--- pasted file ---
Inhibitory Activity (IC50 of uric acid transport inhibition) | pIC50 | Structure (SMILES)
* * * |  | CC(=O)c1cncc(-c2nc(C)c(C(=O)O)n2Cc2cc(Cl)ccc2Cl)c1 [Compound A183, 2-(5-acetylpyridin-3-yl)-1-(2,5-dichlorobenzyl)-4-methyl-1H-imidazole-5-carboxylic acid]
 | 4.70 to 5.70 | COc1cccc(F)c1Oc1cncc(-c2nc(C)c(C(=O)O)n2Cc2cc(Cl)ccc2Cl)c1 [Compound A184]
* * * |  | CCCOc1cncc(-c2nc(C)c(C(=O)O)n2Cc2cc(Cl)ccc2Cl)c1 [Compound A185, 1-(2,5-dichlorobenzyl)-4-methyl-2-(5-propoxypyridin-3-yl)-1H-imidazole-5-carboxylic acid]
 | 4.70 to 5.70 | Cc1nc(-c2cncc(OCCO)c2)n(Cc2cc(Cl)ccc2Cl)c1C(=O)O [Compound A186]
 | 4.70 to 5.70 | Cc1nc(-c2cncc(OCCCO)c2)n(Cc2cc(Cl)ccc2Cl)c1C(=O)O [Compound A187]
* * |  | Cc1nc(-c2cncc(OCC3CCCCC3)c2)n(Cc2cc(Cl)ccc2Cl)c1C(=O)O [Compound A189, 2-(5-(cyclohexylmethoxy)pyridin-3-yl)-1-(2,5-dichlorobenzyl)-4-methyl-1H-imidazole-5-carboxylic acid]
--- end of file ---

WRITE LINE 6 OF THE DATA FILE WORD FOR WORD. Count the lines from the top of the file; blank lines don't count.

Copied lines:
 | 4.70 to 5.70 | Cc1nc(-c2cncc(OCCCO)c2)n(Cc2cc(Cl)ccc2Cl)c1C(=O)O [Compound A187]